Chennai: Growth in India’s software and back office service exports will slow to a single digit rate this year, and while the domestic market is expected to expand, the country could still miss a 2020 target for the business.
India’s software and back office service providers saw export growth stutter to 16.3% in 2008-09. That figure is likely to more than halve this year, in what can be compared to a bungee jump for a sector that for close to a decade saw a 30% average annual growth rate.
However, revenue from domestic IT and back office services is expected to grow 15-18% this year, double the 7% by which it grew last year.
The National Association of Software and Service Companies, or Nasscom, an industry lobby, said on Wednesday that Indian software and back office service providers will see exports—their biggest revenue contributor—crawl up 4-7% to $48-50 billion (Rs23,280- 24,250 crore) in 2009-10, compared with a 16.3% rise to $46.3 billion in 2008-09. It also said domestic revenue would grow to $14.4-14.8 billion from $12.5 billion last year.
India’s software and back office service providers saw export growth stutter to 16.3% in 2008-09. That figure is likely to more than halve this year. Sandeep Bhatnagar / Mint
If the trend of slowing export growth lasts, India will miss by a significant margin Nasscom’s forecast of $225 billion in IT and back office services revenue by 2020, unless growth in domestic market accelerates.
The main reason for slowing growth is a steep drop in business from key markets such as the US, where corporations cut back on technology spending during the downturn.
“Decision making is starting to happen but buyers remain cautious and large deals are missing,” Nasscom stated.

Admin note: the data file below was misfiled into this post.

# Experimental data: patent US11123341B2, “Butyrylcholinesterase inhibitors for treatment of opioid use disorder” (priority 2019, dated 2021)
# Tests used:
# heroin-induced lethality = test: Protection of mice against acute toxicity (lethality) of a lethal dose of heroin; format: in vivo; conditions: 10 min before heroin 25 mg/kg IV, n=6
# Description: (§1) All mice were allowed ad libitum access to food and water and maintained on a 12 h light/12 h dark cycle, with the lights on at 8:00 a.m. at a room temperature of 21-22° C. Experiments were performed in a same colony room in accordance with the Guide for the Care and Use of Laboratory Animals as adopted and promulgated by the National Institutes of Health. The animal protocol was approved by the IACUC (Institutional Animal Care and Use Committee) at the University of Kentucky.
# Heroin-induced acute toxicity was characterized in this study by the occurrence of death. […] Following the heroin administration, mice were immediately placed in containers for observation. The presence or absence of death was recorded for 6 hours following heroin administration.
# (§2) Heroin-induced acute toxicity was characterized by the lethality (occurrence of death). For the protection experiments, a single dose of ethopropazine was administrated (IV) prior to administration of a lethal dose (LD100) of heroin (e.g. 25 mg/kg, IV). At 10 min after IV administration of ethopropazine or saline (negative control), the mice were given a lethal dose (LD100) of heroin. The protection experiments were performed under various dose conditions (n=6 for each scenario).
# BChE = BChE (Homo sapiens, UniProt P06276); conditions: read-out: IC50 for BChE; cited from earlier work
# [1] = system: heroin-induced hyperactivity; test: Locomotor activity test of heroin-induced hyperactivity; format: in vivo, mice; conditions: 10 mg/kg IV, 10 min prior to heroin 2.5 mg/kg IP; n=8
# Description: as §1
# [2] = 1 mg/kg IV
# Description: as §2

India’s top software exporter, Tata Consultancy Services Ltd said earnings for the first quarter grew 19%, beating estimates, but largely due to cost cutting and a hiring freeze.
Infosys, India’s second-largest software exporter and a bellwether for the industry, said its quarterly profit rose 17% but forecast a 3.1-4.6% fall in revenue to $4.45-4.52 billion in 2009-2010. It expects earnings to decline 11.1-12.3% in dollar terms.
Rajarshi Sengupta, executive director of Deloitte and Touche Consulting India Pvt. Ltd, said in an email response it is important for Indian IT companies to “move up the value chain…Domestic projects will grow in size, with donor agency funding and eGov implementation initiatives.”
“About 80% of growth will come from non-traditional markets and by that I mean geographies, verticals and customer segments,” Som Mittal, president of Nasscom, told Mint in a telephone interview.
The numbers for 2008-09 were slightly lower than the trade body’s revised forecast earlier this year, when it said exports will climb 16-17%.